Two films mark this week as a major release date for the young and young at heart. Ponyo was supposed to have been on the shelves before Christmas, and then again in January, but each time they pushed the date back. Unfortunately I can’t read the official Studio Ghibli site, nor do I know which country it is telling us the DVD date is for. But Amazon seems to think it will come out Tuesday, so unless they pull another last-minute reschedule we may hopefully see it this time.
The award for best drama performance while wearing a rug-thick costume with built in animatronics goes to Where The Wild Things Are, the Spike Jonze implementation of the famous children’s book. This live-action film is designed for slightly older kids than the animated Ponyo, but both are wonderful stories that any adult can relate to.
Then there are two made-for-TV programs that you might think were for children, but they aren’t. The 1966 BBC program Alice in Wonderland was definitely built for adults, and even originally aired after 9PM. This masterpiece had such starts as Michael Redgrave, Peter Cook, Peter Sellers, and John Gielgud in it, and its release onto DVD is long overdue.
The other one goes by the shorter title Alice, and was on the Sci-Fi Channel in December. Also designed for adults from the same source material, this one stars Caterina Scorsone, Andrew Lee Potts, Matt Frewer, Tim Curry, Colm Meaney, Cathy Bates, and many others. I don’t think it is any great surprise both of these are hitting the shelves the same week that the Tim Burton/Johnny Depp version opens in Theaters. And that one also has some amazing actors, including Stephen Fry, Alan Rickman, Helena Bonham Carter, and Anne Hathaway; one would think this story draws almost as many quality actors as Hamlet, a tale everyone wants to be in at least once.
For fans of disaster movies, 2012 does its best to kill off the entire planet, and you can’t get much more disastrous than that while we are all stuck in a single gravity well. While this one feels a bit more like a thrill ride than a movie, it is fun.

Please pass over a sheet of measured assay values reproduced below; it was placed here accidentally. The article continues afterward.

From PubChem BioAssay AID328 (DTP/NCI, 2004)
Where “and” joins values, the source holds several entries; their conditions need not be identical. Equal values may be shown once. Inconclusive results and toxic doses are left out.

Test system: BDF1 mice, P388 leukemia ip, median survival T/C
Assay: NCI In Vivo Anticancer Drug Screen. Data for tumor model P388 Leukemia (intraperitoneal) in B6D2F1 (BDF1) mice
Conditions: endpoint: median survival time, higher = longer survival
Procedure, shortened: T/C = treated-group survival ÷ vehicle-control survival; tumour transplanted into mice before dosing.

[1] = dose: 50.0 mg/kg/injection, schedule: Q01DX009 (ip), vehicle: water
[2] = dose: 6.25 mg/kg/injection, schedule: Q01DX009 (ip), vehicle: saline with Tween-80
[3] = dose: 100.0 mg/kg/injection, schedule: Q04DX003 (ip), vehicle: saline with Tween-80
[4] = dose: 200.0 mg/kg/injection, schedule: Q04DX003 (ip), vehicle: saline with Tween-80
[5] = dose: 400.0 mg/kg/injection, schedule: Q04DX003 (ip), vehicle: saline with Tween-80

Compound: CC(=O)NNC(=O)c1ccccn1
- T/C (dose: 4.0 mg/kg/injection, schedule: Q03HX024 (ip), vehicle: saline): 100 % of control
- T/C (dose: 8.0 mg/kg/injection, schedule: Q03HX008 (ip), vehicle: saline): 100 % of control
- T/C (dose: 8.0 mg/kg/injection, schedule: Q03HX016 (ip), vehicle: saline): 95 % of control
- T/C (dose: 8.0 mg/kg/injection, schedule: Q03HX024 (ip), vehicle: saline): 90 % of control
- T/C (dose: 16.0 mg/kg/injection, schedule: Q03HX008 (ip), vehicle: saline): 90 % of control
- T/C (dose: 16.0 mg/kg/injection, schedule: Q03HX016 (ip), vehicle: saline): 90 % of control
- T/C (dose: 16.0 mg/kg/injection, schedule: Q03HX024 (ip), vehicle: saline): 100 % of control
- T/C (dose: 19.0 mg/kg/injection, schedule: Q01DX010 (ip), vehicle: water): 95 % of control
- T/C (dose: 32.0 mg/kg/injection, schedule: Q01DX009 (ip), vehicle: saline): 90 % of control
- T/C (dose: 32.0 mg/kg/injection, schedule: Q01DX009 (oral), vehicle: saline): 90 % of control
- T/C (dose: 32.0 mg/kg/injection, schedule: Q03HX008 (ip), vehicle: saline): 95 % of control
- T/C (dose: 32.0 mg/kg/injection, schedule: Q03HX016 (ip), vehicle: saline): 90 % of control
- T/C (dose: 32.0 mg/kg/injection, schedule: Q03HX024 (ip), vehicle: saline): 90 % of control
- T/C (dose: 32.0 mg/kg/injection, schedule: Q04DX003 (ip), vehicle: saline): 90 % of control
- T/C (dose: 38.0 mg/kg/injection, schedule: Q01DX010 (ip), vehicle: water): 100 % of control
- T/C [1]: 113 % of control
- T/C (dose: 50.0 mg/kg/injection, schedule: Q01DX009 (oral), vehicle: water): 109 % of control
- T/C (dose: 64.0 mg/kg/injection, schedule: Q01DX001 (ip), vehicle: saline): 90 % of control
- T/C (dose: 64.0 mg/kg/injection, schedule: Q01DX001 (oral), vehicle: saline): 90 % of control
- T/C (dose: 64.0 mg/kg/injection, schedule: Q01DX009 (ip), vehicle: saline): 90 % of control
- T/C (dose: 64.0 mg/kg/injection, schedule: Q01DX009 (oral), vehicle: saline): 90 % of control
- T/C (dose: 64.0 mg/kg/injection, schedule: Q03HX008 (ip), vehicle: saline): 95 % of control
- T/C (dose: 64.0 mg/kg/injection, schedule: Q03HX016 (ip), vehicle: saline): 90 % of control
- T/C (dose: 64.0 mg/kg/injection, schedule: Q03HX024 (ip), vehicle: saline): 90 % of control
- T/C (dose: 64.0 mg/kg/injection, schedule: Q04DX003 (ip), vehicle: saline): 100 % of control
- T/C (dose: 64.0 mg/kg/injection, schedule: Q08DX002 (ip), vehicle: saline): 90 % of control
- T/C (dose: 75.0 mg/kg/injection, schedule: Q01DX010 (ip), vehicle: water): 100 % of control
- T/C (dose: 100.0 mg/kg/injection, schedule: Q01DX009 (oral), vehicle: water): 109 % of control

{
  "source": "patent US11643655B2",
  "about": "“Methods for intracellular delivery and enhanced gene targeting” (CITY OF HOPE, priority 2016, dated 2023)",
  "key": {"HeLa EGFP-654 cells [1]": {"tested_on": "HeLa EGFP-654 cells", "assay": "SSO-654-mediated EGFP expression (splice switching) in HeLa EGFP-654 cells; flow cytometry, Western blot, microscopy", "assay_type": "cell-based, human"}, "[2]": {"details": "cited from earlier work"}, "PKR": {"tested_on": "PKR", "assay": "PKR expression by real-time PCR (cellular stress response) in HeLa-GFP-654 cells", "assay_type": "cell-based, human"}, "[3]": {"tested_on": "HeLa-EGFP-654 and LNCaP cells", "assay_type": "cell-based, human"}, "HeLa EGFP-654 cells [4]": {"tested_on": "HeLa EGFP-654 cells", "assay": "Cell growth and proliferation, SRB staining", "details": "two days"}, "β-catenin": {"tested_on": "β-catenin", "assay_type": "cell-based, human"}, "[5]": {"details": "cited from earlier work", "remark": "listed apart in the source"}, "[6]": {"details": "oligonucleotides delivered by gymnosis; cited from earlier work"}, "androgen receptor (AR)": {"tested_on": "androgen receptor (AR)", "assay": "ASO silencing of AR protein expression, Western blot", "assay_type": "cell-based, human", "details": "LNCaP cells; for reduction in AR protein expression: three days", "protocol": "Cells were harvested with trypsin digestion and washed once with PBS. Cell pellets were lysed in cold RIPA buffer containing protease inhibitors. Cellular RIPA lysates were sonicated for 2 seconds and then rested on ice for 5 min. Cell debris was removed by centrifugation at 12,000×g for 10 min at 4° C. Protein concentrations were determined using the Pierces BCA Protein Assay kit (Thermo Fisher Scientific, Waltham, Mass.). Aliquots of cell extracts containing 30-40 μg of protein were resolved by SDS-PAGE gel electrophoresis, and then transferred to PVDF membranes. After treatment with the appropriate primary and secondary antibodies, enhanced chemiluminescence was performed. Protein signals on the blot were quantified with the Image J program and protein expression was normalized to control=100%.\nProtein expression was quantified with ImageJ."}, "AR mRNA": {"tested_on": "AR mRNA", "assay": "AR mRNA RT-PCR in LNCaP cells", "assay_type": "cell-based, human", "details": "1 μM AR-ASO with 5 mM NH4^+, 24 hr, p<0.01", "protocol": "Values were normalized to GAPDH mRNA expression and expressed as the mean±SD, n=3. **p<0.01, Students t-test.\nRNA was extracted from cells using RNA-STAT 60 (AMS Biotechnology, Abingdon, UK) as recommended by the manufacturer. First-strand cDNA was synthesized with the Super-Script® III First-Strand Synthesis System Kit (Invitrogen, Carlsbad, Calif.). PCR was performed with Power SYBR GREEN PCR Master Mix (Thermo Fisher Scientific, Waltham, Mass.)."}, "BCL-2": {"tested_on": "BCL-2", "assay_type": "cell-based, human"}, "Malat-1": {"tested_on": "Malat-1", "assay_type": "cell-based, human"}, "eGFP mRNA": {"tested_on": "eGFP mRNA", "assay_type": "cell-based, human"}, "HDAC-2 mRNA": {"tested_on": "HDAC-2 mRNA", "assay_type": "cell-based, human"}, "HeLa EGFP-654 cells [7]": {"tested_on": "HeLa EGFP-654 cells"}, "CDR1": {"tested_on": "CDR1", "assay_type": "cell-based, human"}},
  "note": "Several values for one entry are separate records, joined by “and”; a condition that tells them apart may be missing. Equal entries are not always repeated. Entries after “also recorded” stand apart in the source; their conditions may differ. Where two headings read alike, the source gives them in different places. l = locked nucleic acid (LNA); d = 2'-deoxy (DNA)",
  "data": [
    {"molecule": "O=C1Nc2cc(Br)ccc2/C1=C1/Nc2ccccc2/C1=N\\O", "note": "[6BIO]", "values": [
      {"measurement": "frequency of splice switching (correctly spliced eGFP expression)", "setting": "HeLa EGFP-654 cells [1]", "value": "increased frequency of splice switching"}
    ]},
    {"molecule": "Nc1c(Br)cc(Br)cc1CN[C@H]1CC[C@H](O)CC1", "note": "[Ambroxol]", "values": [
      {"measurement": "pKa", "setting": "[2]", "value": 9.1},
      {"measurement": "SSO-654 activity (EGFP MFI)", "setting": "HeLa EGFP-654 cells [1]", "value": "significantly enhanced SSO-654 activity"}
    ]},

Speaking of fun, do not miss Gentlemen Broncos; while more a story about a Sci-Fi author than science fiction itself, this one is downright funny.
For classic TV, this time around it is Doctor Who: Dalek War, two John Pertwee era stories. Frontier in Space is grand space-opera told on a tiny budget, and features not only the Daleks but is also the last time we saw Roger Delgado as The Master. Planet of the Daleks may look like a Hartnell story, but it does have some original Dalek background information, plus after the photo layout I just have to grin any time I see Jo Grant with a Dalek.
Besides the previously mentioned Ponyo, there are several other anime titles this week. The Yozakura Quartet don’t play instruments, but are a mixed-blood (demon and human) demon fighting team; this boxed set is the complete collection. Season three of ARIA The Origination is also out, and the 13 episodes are packaged up with the OVA for extra value.
Eureka Seven: Good Night Sleep Tight Young Lovers was a re-imaging of sorts; they took all the same characters from the same world but changed the core premise of Eureka herself. That change to the character’s origin completely changed the dynamic of the plot line. Which means, even if you own the original TV series, you haven’t seen this story yet.
Kurokami The Animation Part 1 show a run time in the product description of 200 minutes, which tells me it is only the first 8 episodes of this 24 episode series. Since that would make the combined total for all three DVD releases somewhere around $90, I think I will watch it on Crunchyroll first and decide if it is worth that much cash, or if I should wait for a less expensive “Complete Series” release.
And I think I finally understand why they delayed Ponyo; because also on Tuesday there will be Special Editions of three other Studio Gibli classics; Castle in the Sky, Kiki’s Delivery Service, and My Neighbor Totoro. If you are missing any of these, now is the perfect time to add them to your collection.